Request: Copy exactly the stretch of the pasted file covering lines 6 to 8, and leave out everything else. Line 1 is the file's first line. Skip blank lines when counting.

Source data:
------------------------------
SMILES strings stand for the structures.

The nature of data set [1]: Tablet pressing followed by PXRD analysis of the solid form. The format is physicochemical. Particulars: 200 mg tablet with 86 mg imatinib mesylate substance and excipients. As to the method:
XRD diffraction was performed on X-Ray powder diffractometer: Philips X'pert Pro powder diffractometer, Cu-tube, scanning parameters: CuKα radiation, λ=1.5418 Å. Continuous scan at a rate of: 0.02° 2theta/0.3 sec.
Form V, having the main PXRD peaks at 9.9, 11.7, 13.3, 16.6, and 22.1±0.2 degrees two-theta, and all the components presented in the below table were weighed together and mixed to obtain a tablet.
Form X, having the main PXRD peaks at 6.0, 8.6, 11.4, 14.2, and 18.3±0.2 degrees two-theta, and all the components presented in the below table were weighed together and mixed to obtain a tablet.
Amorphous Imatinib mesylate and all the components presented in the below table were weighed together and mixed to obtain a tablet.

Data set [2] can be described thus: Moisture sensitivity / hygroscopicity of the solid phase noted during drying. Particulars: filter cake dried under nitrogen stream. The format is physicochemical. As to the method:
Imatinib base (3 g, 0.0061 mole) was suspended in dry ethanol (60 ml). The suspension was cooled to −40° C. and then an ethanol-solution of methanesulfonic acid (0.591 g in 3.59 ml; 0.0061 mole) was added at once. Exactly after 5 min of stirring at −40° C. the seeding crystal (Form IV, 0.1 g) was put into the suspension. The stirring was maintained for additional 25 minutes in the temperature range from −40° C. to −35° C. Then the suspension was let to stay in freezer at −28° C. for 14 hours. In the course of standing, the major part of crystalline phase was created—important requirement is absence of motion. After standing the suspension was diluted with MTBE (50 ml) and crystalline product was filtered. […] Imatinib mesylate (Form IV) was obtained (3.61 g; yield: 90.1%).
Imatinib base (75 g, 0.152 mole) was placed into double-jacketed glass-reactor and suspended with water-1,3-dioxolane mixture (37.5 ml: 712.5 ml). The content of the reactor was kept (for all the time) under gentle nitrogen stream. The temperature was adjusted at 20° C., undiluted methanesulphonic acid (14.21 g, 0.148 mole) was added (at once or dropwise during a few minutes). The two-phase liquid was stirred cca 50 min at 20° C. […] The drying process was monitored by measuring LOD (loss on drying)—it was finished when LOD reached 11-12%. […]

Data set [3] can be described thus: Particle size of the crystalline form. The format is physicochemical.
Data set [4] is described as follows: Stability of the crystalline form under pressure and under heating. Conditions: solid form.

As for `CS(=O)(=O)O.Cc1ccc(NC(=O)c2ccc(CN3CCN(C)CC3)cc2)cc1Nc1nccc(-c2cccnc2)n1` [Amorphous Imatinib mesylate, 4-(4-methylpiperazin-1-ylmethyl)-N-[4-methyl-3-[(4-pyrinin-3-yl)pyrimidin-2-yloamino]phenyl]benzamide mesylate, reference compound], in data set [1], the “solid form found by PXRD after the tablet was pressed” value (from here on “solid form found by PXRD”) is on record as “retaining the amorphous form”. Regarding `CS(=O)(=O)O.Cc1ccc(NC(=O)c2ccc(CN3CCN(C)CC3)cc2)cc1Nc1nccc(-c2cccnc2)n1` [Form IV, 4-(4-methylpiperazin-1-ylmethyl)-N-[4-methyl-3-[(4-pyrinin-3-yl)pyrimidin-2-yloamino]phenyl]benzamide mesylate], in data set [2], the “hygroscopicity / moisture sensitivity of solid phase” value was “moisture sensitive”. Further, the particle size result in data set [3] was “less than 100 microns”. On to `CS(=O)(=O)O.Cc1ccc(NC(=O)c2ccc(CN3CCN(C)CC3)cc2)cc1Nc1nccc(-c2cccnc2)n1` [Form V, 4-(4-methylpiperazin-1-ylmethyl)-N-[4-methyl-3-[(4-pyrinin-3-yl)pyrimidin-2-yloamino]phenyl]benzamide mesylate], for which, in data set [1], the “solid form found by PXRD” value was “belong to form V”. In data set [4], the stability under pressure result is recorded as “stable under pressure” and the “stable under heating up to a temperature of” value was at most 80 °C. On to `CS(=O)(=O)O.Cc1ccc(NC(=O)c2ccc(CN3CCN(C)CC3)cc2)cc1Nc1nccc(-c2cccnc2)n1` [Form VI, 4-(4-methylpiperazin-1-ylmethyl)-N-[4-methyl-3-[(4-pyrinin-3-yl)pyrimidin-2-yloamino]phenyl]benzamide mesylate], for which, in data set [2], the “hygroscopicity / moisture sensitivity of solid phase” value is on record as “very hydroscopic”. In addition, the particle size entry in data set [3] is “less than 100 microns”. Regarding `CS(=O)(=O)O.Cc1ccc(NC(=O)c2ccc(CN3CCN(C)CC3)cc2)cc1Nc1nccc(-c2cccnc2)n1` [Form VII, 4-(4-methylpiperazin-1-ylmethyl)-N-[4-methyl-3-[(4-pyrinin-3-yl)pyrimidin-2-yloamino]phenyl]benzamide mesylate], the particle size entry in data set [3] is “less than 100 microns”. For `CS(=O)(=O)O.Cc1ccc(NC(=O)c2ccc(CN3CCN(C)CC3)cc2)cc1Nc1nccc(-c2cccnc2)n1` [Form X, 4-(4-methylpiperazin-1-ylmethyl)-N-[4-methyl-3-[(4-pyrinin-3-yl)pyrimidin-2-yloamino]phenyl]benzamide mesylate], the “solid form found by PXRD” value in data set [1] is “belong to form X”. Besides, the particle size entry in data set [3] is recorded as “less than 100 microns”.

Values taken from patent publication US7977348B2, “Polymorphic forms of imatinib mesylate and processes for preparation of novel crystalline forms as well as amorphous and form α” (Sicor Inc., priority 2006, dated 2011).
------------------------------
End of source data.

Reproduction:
Amorphous Imatinib mesylate and all the components presented in the below table were weighed together and mixed to obtain a tablet.

Data set [2] can be described thus: Moisture sensitivity / hygroscopicity of the solid phase noted during drying. Particulars: filter cake dried under nitrogen stream. The format is physicochemical. As to the method:
Imatinib base (3 g, 0.0061 mole) was suspended in dry ethanol (60 ml). The suspension was cooled to −40° C. and then an ethanol-solution of methanesulfonic acid (0.591 g in 3.59 ml; 0.0061 mole) was added at once. Exactly after 5 min of stirring at −40° C. the seeding crystal (Form IV, 0.1 g) was put into the suspension. The stirring was maintained for additional 25 minutes in the temperature range from −40° C. to −35° C. Then the suspension was let to stay in freezer at −28° C. for 14 hours. In the course of standing, the major part of crystalline phase was created—important requirement is absence of motion. After standing the suspension was diluted with MTBE (50 ml) and crystalline product was filtered. […] Imatinib mesylate (Form IV) was obtained (3.61 g; yield: 90.1%).